116 3rd St SE
Cedar Rapids, Iowa 52401
MARION — Linn-Mar High School students are gaining know-how in science and creative writing and “learning skills for the real world” by writing children’s books in a new hands-on, project-based learning program.
For the new Venture Earth Science class, Chase Cubbage, 14, a freshman, last week read a book he wrote showcasing what he’s learned about earthquakes and tornadoes and received constructive criticism from peers. Other students in the class are writing their own books, too. Illustration for the books are being created by students in Venture’s Digital Design and Communication course. The books will then be given to Linn-Mar elementary schools.
This is the first year of Linn-Mar High School’s project-based Venture Program after the district ended its five-year partnership with Iowa BIG last year. In ending the partnership, the district cited both the cost and its desire to make the program more available to its students by having it on-campus.
In the Iowa BIG program — a concept championed by The Gazette's parent company as the community rebuilt after the historic 2008 flood — high school students team up with businesses to work on projects. This gives its students the ability to learn and use real-world skills such as leadership, accountability and teamwork on projects they are passionate about, while earning high school credit at the same time.
Between 70 and 100 Linn-Mar students had enrolled in Iowa BIG each year previously. Today, about 100 students are enrolled in the first year of the district’s Venture Program. There are about 1,200 students at Linn-Mar High.
Students are learning about careers in Eastern Iowa, identifying and searching for answers to problems in their own community, managing their time and working collaboratively in Venture.
Elyssa McDowell, Linn-Mar strategic partnerships coordinator, said it’s “bringing learning to life.”
“Students haven’t learned like this. Teacher’s haven’t taught like this,” McDowell said. “As a team in Venture we are all learners, and we are all adapting and finding creative solutions and collaborating with each other.”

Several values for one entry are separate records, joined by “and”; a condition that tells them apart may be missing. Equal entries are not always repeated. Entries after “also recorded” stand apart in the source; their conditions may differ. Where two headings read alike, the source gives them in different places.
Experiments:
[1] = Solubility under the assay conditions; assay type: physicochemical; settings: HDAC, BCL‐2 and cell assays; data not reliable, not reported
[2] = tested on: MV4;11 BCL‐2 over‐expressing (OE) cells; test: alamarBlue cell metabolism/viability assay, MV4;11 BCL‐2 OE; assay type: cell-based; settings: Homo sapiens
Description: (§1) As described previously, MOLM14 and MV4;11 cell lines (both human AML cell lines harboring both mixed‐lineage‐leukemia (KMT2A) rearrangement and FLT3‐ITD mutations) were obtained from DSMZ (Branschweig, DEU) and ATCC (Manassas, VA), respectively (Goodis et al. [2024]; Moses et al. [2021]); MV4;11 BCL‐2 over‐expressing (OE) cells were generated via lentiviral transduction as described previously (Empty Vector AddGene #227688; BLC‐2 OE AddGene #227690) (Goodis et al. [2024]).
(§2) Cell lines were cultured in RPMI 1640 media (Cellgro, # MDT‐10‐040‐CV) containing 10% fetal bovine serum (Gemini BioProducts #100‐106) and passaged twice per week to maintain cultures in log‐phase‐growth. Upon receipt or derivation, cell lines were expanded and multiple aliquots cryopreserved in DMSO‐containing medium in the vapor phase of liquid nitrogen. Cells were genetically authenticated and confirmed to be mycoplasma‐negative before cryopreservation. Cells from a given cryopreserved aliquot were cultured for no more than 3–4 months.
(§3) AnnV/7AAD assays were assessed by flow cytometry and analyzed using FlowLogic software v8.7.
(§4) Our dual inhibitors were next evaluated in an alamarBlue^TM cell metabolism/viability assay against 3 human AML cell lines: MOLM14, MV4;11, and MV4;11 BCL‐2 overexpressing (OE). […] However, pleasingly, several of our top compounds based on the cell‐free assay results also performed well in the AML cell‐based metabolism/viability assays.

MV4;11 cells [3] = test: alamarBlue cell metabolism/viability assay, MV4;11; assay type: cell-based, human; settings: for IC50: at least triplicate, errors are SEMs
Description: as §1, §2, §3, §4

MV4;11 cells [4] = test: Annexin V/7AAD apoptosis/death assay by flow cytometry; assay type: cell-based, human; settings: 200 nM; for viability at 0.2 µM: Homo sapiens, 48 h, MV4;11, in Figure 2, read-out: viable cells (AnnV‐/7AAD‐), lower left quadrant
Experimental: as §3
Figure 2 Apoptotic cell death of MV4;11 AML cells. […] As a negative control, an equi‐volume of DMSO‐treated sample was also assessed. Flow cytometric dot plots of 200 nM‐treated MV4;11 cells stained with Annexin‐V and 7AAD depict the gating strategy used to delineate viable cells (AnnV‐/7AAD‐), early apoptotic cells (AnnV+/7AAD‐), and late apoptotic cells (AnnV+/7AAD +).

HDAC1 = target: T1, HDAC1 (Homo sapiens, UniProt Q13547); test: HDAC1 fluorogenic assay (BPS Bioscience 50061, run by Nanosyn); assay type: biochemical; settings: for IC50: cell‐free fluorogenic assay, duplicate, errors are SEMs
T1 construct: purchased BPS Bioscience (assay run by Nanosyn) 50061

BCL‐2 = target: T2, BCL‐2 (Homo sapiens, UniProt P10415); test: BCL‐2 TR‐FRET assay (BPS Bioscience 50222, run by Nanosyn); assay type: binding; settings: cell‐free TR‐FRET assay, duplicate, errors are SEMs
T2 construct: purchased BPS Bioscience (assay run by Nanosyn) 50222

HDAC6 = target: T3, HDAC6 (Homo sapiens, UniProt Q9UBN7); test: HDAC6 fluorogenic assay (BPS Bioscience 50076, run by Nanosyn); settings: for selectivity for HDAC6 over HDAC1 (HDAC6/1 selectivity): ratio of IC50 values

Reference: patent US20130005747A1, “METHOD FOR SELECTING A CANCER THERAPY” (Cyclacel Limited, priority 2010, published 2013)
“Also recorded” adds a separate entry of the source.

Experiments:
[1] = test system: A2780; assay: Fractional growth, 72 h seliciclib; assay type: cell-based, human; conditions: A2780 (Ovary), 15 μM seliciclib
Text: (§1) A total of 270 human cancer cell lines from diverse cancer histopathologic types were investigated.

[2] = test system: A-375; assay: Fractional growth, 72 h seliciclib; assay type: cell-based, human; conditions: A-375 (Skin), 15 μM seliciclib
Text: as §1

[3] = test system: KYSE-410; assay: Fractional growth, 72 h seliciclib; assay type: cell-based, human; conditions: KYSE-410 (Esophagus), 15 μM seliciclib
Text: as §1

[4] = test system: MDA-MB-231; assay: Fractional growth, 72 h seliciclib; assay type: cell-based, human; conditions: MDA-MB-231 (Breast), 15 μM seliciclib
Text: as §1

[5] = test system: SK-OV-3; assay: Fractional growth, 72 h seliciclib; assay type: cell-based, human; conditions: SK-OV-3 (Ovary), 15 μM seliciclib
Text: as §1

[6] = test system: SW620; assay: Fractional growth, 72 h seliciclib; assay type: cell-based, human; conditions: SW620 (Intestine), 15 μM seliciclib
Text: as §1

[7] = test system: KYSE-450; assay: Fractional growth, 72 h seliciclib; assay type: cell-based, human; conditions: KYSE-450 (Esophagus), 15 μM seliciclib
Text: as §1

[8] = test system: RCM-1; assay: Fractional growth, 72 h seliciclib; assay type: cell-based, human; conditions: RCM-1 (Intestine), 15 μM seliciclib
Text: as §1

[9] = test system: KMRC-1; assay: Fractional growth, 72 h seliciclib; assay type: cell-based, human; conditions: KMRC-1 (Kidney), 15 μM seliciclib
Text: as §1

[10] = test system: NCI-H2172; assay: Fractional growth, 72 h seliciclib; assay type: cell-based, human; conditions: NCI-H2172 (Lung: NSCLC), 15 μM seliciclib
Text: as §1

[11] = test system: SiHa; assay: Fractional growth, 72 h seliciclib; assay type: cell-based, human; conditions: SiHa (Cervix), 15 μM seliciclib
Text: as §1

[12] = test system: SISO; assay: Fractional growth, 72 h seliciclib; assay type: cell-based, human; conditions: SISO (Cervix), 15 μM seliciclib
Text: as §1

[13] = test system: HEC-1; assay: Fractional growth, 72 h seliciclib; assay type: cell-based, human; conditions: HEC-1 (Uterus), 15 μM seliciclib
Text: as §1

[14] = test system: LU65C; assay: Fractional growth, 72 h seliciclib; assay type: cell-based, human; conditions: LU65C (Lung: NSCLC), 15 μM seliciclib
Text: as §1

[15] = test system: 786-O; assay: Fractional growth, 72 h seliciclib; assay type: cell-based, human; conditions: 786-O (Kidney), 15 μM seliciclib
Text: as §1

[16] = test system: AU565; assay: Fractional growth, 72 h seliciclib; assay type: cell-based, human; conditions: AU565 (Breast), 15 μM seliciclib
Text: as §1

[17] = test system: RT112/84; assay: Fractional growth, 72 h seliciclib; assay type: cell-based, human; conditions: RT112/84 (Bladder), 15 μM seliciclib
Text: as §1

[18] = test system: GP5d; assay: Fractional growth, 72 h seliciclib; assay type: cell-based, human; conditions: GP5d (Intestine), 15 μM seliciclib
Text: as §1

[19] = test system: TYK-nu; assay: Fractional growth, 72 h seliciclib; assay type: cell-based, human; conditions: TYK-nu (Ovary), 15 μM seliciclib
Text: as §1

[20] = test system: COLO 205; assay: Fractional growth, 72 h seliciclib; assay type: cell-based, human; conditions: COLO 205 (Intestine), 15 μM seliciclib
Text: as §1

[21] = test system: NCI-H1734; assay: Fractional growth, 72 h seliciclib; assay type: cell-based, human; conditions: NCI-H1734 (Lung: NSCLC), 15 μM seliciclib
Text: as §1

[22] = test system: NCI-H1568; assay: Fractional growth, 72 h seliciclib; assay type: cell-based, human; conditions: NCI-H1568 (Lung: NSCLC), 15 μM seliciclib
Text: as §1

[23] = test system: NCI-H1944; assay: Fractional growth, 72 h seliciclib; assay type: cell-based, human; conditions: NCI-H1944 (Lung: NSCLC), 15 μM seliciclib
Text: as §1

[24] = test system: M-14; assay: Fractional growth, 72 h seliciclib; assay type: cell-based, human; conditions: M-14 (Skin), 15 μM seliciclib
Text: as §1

Listening to a lecture, taking notes, processing information, studying for and taking a test still are all important life skills, McDowell said. But Venture offers students a way to put their knowledge to work.
Already, students have studied and are designing vertical gardens for indoor residential use in a Life Science class. Another group traveled to Palisades-Kepler State Park to study geographical features and has taken water samples at Indian Creek in Marion.
Throughout the year, students will have more opportunities to come up with their own original projects and carry them out.
“We’re trying to open up the walls of the classrooms,” said Mark Hutcheson, Linn-Mar director of high school teaching and learning. “Project-based learning is teachers running alongside students. That’s a real shift for our teachers to give up some of that control.”
Venture is offering 10 learning tracks: advanced business, behavioral science, business foundations, Earth science, environmental science, government and law, graphic arts, health science, life science and writing.
Instead of individual 45-minute classes, students enrolled in a Venture track take a set of classes in a three-hour period. For example, a student in the government and law track will take a government class, law class and college writing class that will conclude in a project.
Students still will have the option of taking classes in the traditional setting as single courses.
Project-based students demonstrate proficiency and earn course credits by completing projects and giving presentations instead of taking a test.
An end-of-quarter survey recently showed that students are learning at the same level they would be in a traditional classroom and are feeling confident about what they’re doing in the process.
Charlotte McDermott is teaching her first project-based class as an Earth science teacher for the Venture program. It’s “awesome and stressful,” she said, but connects what students learn in the classroom to “real life.”
Venture classrooms look more like collaborative office workspaces with soft seating like sofas and a variety of tables and desks.
There is a “community” of freshman girls in her Earth science class that is learning how to collaborate and give each other constructive criticism.
Kelsey Infanger, 15, a freshman, said she remembers what she learns better in her Venture class than in the traditional classroom.
MacLynn Hannan, 15, also a freshman, said her grades are improving because she is doing project-based work where she can prove her knowledge of what she’s learned instead of taking tests “based on memory.”
“It’s a different way of doing business, but our teachers have really picked it up and ran with it,” Hutcheson said. “Our kids are receiving a great experience because of it.”
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